It looks like you're using an Ad Blocker.

Please white-list or disable AboveTopSecret.com in your ad-blocking tool.

Thank you.

 

Some features of ATS will be disabled while you continue to use an ad-blocker.

 

Am I reading this right?

page: 1
0

log in

join
share:

posted on Sep, 1 2006 @ 09:18 AM
link   
I would love to read the entire paper. Be that as it may, this abstract of a study published a few weeks ago seems to conclude that mental retardation may be caused by breaks in the genetic chain.

What I found even more eye-openinging was that the genes involved in these breaks may be "inherently unstable." Wow -- so does that mean mental retardation can happen a lot easier, genetically speaking, than we previously believed? Am I reading this correctly?


www.ncbi.nlm.nih.gov...




posted on Sep, 1 2006 @ 10:05 AM
link   

Originally posted by behindthescenes
I would love to read the entire paper. Be that as it may, this abstract of a study published a few weeks ago seems to conclude that mental retardation may be caused by breaks in the genetic chain.

What I found even more eye-openinging was that the genes involved in these breaks may be "inherently unstable." Wow -- so does that mean mental retardation can happen a lot easier, genetically speaking, than we previously believed? Am I reading this correctly?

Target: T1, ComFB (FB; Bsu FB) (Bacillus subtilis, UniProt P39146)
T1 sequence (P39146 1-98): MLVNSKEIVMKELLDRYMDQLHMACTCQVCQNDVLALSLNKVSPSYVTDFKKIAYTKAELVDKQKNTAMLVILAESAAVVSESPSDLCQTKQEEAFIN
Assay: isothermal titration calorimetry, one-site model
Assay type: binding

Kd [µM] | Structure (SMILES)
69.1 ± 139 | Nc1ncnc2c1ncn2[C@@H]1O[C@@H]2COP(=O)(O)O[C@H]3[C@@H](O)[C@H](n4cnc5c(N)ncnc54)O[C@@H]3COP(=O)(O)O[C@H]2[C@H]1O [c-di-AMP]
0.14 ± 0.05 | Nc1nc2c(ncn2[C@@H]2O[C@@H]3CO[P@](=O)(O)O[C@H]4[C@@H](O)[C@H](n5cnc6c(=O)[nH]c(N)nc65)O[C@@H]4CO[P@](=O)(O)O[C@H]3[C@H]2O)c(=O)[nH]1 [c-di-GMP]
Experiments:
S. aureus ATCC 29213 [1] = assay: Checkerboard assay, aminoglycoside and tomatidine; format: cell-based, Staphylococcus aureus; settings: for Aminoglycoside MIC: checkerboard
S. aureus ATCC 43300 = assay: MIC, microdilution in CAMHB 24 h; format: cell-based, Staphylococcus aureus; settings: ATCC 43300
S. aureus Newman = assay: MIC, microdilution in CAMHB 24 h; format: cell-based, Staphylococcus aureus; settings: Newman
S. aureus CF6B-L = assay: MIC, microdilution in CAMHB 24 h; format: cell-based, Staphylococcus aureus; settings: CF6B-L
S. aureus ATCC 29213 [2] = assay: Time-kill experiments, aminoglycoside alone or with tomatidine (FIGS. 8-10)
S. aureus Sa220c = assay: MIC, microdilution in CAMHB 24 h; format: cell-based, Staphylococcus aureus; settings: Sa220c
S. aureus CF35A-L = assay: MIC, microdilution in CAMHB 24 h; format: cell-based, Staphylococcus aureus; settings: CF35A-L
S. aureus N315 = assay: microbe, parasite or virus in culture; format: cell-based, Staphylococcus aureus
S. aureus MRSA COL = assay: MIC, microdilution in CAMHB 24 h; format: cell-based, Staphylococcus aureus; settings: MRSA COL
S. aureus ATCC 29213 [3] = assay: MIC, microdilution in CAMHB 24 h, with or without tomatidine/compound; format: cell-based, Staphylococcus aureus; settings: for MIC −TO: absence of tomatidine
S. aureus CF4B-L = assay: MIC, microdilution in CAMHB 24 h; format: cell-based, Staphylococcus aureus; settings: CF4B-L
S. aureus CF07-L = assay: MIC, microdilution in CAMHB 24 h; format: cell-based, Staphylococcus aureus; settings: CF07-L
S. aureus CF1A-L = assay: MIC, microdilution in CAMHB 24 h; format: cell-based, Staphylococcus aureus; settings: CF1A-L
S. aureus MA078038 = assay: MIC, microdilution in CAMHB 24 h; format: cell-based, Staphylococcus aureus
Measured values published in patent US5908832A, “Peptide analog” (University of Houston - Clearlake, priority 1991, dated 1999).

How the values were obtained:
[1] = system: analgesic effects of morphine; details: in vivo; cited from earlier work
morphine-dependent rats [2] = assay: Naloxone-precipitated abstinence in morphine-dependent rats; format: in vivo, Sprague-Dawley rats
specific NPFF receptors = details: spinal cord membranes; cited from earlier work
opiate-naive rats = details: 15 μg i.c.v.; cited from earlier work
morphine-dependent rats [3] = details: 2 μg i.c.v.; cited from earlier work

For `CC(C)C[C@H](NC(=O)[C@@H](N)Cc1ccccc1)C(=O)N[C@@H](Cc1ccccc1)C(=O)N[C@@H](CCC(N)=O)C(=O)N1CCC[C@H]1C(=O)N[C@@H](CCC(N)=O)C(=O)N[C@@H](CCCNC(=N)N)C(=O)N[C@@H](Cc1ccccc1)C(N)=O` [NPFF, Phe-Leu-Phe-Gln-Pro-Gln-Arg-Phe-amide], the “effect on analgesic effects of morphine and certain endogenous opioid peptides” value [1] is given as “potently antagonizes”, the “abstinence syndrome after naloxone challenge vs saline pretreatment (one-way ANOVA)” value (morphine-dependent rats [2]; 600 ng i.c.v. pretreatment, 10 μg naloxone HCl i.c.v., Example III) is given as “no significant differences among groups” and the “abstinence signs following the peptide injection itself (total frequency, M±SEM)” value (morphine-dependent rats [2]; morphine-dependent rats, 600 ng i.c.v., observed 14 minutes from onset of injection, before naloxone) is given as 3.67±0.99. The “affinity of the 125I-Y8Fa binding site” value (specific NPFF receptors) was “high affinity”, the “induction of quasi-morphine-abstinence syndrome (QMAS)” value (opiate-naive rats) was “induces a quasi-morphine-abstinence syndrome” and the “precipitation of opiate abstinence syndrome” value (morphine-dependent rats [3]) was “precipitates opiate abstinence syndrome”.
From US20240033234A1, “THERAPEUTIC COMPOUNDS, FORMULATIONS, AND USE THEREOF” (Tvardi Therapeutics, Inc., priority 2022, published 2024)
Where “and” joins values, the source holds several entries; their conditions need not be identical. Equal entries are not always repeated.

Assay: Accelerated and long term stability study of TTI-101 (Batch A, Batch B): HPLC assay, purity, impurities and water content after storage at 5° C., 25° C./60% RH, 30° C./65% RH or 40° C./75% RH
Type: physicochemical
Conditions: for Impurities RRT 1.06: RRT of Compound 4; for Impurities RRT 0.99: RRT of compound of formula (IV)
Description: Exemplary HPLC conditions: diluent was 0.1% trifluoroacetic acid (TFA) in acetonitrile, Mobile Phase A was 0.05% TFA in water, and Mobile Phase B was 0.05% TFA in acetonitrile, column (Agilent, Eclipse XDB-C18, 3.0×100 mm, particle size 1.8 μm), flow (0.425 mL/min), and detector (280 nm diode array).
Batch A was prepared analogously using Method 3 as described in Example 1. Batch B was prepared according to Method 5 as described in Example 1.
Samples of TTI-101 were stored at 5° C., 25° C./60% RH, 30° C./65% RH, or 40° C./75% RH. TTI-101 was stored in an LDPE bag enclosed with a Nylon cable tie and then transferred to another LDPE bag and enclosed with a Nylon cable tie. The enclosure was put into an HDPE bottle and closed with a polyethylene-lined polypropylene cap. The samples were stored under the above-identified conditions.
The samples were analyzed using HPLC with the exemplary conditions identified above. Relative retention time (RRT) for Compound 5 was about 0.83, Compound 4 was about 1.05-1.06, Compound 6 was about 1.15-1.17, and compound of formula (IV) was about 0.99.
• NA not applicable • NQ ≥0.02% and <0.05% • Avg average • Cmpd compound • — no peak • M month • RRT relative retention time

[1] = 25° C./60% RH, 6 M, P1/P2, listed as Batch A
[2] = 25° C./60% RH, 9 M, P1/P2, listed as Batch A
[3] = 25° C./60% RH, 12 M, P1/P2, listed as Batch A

www.ncbi.nlm.nih.gov...

I don't think they are saying retardation is more or less likely than was previously thought. I didn't read the whole article (can get it for you if you'd like), but what it seems to say is that genetic disorders are often associtated with "flanking segmental duplications" that predispose the genes to rearranging. Based on this information, the authors sought out regions of the genome that fulfilled this criteria, then actually looked at the regions in people who are mentally retarded, something results from genetic 'mistakes.' They examined 130 candidate regions, identify 16 as potentially 'pathogenic. That the authors believe these regions to be inherently unstable doesn't alter our perception of retardation - that is it doesn't make it more or less likely, it simply adds another link in the growing chain of mechanism... ie: how does retardation occur.

BTW, your link doesn't work. Please put a space between the link and smiley face.

[edit on 1-9-2006 by mattison0922]



posted on Sep, 1 2006 @ 11:53 AM
link   
Interesting article. I agree with mattison. Here is a similiar link:

www.ncbi.nlm.nih.gov...

It's basically saying the same thing... the key point being: "segmental duplications define hotspots of chromosomal rearrangement, likely acting as mediators of normal variation as well as genomic disease.."



new topics
 
0

log in

join